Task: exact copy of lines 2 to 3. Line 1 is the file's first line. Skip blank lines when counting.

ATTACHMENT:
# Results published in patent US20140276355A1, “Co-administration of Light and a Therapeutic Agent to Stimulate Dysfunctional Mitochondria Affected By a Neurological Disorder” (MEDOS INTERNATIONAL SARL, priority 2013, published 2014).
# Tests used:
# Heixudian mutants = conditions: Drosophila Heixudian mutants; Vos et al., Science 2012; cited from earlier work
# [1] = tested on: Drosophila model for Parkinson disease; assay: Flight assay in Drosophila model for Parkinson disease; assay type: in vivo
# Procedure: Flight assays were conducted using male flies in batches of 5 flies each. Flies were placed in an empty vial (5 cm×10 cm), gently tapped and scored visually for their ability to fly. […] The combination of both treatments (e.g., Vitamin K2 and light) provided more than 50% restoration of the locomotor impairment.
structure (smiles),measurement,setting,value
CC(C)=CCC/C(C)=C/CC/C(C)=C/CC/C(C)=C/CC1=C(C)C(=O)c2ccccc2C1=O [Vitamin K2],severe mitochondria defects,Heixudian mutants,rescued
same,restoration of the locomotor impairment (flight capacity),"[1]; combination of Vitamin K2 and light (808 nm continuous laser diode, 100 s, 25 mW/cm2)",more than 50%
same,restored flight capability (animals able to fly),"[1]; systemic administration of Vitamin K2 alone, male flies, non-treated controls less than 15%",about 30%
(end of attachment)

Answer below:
# Tests used:
# Heixudian mutants = conditions: Drosophila Heixudian mutants; Vos et al., Science 2012; cited from earlier work